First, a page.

Advances in Drilling Waste Management:

Award-Winning HCB™ Bulk Cuttings Transfer and Storage System Implemented in the UK North Sea

The honey comb-based HCB™ bulk cuttings containment and transfer system has been used for the first time in the UK North Sea to successfully contain oil-based mud (OBM) cuttings from the 14,000-ft 12 ¼” section. This operation was undertaken for a major operator in an effort to sustain continuous uninterrupted drilling. 

After extensive onshore and offshore trials which culminated in the award of this contract, the HCB tank system was chosen to replace the traditional ship-and-skip option for OBM cuttings containment for health, safety and environmental (HSE) reasons. The system eliminates manual handling risks associated with skip movements and crane operations. The cuttings are transferred within a closed loop system further reducing the potential for an environmental incident.

The operation comprises two pneumatic blowing units that collect and transfer the OBM cuttings from the shakers to eight HCB tanks permanently located on the rig. An additional sixteen HCB tanks are installed on the supply vessel used to transport the cuttings to shore-based facilities for processing.

During the course of the drilling the 12 ¼” section, the HCB system—in combination with the SupaVacTM SV400 cuttings transportation system for cuttings transfer—kept pace with drilling rates of over 300 feet per hour with transfer rates from the rig to the supply vessel in excess of 25 tonnes per hour. During the operation the supply vessel also set a UK North Sea record by being on alongside for 72 hours during the cuttings transfer operation.

The OBM cuttings are transferred from rig to vessel via flexible interconnecting hoses. Once the vessel tanks are full the contents are taken to an onshore thermal processing plant and blown directly into a quayside facility.

The simple but unique features of the HCB tank design provide a solution to the historical problems associated with cuttings transfer and containment. The HCB tank utilises a standard silo type vessel contained within a DNV-certified frame. Internally, the tank base houses an inverted cone surrounded by six hexagonal outlet hoppers in a honey comb arrangement. This unique design feature minimises blockages or bridging of the product when the discharge cycle is activated. If the drill cuttings settle out during the storage period, each cone has numerous air injection points which when activated will agitate the cuttings into a flowable state prior to discharge. The six outlets at the base of the cones are controlled by knife valves which open and close in a cyclical manner to create a series of slugs in the discharge to line to minimise blockages.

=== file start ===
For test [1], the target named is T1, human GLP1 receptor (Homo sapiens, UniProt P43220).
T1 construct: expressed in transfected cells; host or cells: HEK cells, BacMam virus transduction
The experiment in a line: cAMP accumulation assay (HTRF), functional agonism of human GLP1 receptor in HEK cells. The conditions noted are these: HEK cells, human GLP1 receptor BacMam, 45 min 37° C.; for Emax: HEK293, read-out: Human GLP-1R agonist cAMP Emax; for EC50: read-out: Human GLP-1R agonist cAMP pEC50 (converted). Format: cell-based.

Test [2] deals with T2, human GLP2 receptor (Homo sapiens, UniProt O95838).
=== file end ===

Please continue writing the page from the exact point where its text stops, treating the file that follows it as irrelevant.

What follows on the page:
HCB tanks prior to installation on the rig.

Discharge outlets at the base of the HCB tank.

When used in conjunction with the SupaVac cuttings transport system, the HCB tank system will allow operators to store cuttings in a fully enclosed environment on a much smaller footprint than traditional cuttings boxes, and store and discharge cuttings in various states ranging from dry powder to liquid. In addition, the HCB tank will completely discharge cuttings into a conveying line. It also will transport drill cuttings to HCB tanks on a supply boat along side the rig, from the supply boat back to the HCB tanks on a rig, and from the boat to onshore facilities for treatment and disposal.

Pneumatic Cuttings Transport System Prevents Disruption to Drilling
On a separate UK North Sea operation, the operator was faced with the prospect of shutting down drilling during a zero discharge “ship and skip” operation on a semi-submersible rig. Operational issues on the rig made it impossible to lift cutting boxes (skips) between the supply boat and rig using conventional methods.

The SupaVac system had been installed on the rig to transport drill cuttings from the solids control package to cuttings skips on deck. The SupaVac unit has the unique ability to both vacuum recover and pressure discharge drill cuttings and drilling waste to suitable skip loading locations around a rig or platform. The cuttings on this project were being gravity fed directly into the top of the unit and blown to the skips. As an alternative to shutting down drilling, the SupaVac unit was quickly reconfigured to blow the cuttings directly to skips on the supply boat. Drilling was not disrupted.

Without the SupaVac SV400 cuttings transfer system, the operator would have incurred over 10 hours of down time. At an estimated spread cost of $300,000 per day, the SupaVac cuttings transfer method resulted in a savings of $125,000.

The SupaVac cuttings collection and pumping system includes a compact, air-operated, vacuum recovery and pressure discharge pump. The system is designed to operate in hazardous locations, safely collecting and pumping materials such as drill cuttings, tank bottoms, heavy crude sludge and sand slurries. Unlike other conveyance systems, the SupaVac system can work with dry, damp or liquid materials. Because it is pneumatically operated and contains no electrics, it can be installed anywhere on location. The smaller SupaVac SV60 unit is available for handling small volumes of drilling waste and liquid recovery and transfer.

Compact SupaVac SV400 cuttings transfer unit.


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